Women's World Cup: Kits, crowds & coaching - how women's football has grown

American players celebrate with the World Cup trophy in 2015
The United States are the current Women's World Cup champions and the most successful team in the tournament's history, having won three of the seven tournaments that have taken place
Fifa Women's World Cup
Host nation: France Dates: 7 June - 7 July
Coverage: Live across BBC TV and Red Button, Radio 5 Live & Sports Extra and the BBC Sport website & App

The Women's World Cup kicks off in France on Friday, with the promise of being a watershed for the game.

Since the tournament began in 1991, the biggest party in women's football has increased in commercial, technical and cultural importance - although there is still a gender gap with the men's competition which needs addressing.

Here are six factors that explain how the game has grown.

Attendances and audiences on the up

Four years ago in Canada about 1.35 million people attended the World Cup's 52 matches.

Fifa, world football's governing body, expects a similar or better turnout in France, but executives in football's ruling body believe the TV viewing figures will easily surpass the 750 million people who watched the event four years ago.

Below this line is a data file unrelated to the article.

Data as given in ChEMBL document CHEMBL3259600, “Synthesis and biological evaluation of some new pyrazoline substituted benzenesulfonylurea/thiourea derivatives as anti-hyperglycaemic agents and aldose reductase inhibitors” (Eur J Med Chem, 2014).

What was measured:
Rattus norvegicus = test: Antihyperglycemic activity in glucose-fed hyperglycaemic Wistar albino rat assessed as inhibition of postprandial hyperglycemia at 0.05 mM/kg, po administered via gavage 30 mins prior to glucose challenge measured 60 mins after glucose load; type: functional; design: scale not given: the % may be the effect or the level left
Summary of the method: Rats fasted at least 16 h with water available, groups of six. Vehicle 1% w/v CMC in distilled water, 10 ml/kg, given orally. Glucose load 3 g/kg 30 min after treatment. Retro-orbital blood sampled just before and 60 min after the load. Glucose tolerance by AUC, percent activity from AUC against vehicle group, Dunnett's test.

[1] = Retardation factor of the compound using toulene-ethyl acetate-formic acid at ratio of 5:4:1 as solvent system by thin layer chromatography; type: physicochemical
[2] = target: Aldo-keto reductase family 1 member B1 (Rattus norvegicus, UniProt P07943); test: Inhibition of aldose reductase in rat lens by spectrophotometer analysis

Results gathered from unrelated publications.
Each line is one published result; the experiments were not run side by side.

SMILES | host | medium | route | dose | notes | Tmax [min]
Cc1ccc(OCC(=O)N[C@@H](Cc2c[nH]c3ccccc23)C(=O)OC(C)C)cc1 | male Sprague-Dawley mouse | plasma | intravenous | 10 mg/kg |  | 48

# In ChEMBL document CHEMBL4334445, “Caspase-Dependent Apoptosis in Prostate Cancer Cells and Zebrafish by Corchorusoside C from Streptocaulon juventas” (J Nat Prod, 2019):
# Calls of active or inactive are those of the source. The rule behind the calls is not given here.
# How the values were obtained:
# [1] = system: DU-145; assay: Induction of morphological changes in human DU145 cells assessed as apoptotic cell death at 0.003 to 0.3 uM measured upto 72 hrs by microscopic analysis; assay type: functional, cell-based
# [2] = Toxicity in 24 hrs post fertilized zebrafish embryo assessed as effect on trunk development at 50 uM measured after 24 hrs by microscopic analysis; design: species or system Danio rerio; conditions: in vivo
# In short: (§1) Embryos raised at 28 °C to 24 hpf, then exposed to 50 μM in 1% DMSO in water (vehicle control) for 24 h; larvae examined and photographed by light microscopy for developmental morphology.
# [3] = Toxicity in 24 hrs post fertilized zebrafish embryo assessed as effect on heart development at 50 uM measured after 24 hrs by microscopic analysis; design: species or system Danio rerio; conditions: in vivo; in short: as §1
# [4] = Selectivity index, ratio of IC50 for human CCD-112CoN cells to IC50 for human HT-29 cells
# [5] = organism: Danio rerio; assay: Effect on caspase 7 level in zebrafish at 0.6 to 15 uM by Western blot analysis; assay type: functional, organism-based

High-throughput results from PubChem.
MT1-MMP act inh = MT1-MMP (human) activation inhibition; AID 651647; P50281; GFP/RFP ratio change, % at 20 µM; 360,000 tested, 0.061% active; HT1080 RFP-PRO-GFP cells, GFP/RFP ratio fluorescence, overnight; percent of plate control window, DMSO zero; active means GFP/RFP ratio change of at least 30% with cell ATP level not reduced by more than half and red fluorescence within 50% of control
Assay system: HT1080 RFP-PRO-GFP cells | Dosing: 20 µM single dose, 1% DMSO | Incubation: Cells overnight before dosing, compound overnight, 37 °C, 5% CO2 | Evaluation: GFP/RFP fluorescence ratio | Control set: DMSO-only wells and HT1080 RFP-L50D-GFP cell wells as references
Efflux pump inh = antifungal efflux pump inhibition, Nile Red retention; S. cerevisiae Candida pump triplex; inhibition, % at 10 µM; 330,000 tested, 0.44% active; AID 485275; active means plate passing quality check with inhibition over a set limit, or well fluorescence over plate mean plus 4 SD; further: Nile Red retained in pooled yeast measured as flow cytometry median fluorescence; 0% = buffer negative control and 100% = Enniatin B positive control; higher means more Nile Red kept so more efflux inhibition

In 1995, when the tournament was hosted by Norway, only 4,500 people attended each game on average, giving total attendance of a little over 112,000 people. And there was little television coverage.

Detail on the Dutch national women's team shirt
The Dutch women's team go into the tournament as European Champions, a tournament they won while wearing their new badge

The end of 'hand me downs'

The 2019 Women's World Cup marks the first time that teams will be wearing kits designed specifically for women, instead of "inheriting" shirts and shorts designed for men.

One example of this is the work done by Nike, which sponsors 14 out of the 24 teams who will play in France, including three-time winners the USA, hosts France, European champions the Netherlands and Brazil.

Research and design teams took into account women's different needs, such as ease of removal over long hair and shorts that are neither too revealing nor too restrictive.

The Netherlands' kit includes their exclusive logo - a lioness that was introduced two years ago to replace the lion used by their country's men's team.

Ada Herberger
Ada Hegerberg, the biggest star in women's football, earns over 325 times less than her male counterpart Lionel Messi and is boycotting the World Cup

Inequality remains but money is on the rise

Women's football lags far behind the men's game in terms of turnover and wages - the highest-paid female footballer, Norway's Ada Hegerberg, earns about $450,000 (£354,000) a year.

That is 325 times less than Barcelona and Argentina forward Lionel Messi earns, according to an annual survey published by France Football magazine

And while the 2019 tournament will have a record $30m (£23.6m) in prize money - double the 2015 pot - the winner's $4m (£3.1m) share is just 50% of the amount each of the 16 teams eliminated at the group stages of the last men's tournament in took home.